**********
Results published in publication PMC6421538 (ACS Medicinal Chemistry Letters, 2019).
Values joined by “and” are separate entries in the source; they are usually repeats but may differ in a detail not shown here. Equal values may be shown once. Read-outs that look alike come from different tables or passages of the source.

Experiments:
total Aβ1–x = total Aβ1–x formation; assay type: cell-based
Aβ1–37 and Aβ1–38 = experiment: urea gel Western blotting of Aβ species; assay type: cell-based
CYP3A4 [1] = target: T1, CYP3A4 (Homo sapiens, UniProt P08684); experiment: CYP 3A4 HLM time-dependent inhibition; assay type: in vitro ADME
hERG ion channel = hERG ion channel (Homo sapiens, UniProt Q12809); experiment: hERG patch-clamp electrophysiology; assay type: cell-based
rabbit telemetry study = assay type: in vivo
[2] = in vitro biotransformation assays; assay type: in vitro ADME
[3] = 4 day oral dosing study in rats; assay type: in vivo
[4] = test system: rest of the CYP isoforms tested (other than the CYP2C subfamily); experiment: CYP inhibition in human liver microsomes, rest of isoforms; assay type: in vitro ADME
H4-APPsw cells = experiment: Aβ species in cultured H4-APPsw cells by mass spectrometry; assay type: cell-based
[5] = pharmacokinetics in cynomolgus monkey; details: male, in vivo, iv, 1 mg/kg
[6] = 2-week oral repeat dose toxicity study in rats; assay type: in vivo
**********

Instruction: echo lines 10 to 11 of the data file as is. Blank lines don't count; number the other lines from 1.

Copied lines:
[3] = 4 day oral dosing study in rats; assay type: in vivo
[4] = test system: rest of the CYP isoforms tested (other than the CYP2C subfamily); experiment: CYP inhibition in human liver microsomes, rest of isoforms; assay type: in vitro ADME